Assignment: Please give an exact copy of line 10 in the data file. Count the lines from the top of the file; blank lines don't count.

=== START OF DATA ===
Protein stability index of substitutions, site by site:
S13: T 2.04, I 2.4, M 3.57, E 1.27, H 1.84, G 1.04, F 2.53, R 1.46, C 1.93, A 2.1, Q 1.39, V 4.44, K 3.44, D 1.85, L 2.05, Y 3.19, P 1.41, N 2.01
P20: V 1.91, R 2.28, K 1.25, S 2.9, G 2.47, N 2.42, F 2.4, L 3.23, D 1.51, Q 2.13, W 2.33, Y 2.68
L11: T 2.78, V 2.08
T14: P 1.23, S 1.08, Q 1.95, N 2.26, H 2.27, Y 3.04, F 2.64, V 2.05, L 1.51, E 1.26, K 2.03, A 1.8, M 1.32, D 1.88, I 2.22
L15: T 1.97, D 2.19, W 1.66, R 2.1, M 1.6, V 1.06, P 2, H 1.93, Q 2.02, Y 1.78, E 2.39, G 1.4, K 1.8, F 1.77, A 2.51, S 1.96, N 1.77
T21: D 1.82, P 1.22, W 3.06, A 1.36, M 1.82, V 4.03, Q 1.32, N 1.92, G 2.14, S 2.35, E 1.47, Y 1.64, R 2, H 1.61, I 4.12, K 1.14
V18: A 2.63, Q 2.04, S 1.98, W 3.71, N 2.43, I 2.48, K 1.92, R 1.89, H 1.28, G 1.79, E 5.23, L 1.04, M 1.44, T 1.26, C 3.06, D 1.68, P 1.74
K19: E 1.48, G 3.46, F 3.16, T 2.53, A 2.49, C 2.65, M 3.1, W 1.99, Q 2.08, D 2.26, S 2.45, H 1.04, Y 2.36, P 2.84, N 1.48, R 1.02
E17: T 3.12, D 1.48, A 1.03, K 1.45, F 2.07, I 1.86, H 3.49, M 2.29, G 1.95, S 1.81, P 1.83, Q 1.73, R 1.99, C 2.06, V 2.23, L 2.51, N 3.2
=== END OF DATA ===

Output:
E17: T 3.12, D 1.48, A 1.03, K 1.45, F 2.07, I 1.86, H 3.49, M 2.29, G 1.95, S 1.81, P 1.83, Q 1.73, R 1.99, C 2.06, V 2.23, L 2.51, N 3.2